Cyprian Kinoti Mmuriungi
PhD student Jomo Kenyatta University, Department of Commerce Economic Studies
Dr. Karanja Ngugi
Kenyatta University, Department of Accounting and Finance
Jomo Kenyatta University, Department of Economic Studies
CITATION: Mmuriungi, K. C., Ngugi. K & Muturi, W. (2015). Influence Of Donor Funded Projects On Social-Economic Welfare Of The Rural Communities In Kenya. European Journal of Business Management, 2 (1), 103-388.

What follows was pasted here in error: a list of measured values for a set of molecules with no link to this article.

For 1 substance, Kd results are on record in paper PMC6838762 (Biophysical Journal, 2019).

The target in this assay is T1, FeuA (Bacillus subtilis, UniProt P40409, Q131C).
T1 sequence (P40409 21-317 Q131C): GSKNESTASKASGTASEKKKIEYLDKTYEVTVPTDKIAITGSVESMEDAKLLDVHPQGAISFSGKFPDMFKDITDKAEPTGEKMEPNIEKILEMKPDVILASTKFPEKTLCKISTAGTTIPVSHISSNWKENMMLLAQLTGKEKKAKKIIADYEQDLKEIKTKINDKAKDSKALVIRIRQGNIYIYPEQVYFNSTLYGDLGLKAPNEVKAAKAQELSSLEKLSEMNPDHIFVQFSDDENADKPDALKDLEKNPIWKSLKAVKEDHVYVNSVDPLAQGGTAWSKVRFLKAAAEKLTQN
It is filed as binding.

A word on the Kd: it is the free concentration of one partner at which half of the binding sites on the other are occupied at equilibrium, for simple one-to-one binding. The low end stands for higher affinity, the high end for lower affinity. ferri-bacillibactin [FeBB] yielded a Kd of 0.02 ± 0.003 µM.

About 70% of the world’s poor live in rural areas that are remote with poor infrastructure, limited services provision and far from the centers of power and decision-making. Though urban poverty is rising, the correlation between poverty and remoteness from urban centers is strong in most countries and it is expected to remain so until at least the second decade of the next. Therefore, the International Development Target of reducing the number of people living in extreme poverty will be achievable if the problem of rural poverty is confronted head-on. In some countries, progress has kept pace with the UN timeline of halving poverty by 2015, but other countries are falling well behind. Rural people are not only isolated from economic opportunities, they also tend to have less access to social services such as health, sanitation and education; for example, it is estimated that around 1 billion rural households in developing countries lack access to safe water supplies. Despite the above, this does not mean that rural areas have been neglected. Donors, in particular, have poured in money, mostly in the form of support mainly in agriculture and natural resources as a way of developing communities. Community development in itself is not a theory on how to develop rural areas but a means and outcome of making development possible at the level of a community. NGOs have become increasingly involved in providing health care, project development and services to people as well as ensuring social welfare. However, no study has been done on effects of donor funded projects on the social-economic welfare of the rural communities in Kenya. The current study aims to bridge this knowledgeable gap. This study is designed to investigate the effects of donor funded projects on the social-economic welfare of the rural communities in Kenya. The study reviewed four variables namely level of project funding, management practices, capacity building and stakeholder involvement. The study adopted a descriptive research design. The study population was made up of 317 respondents from general public who are beneficiaries of the Rural Electrification. Data was gathered through self administered questionnaires.
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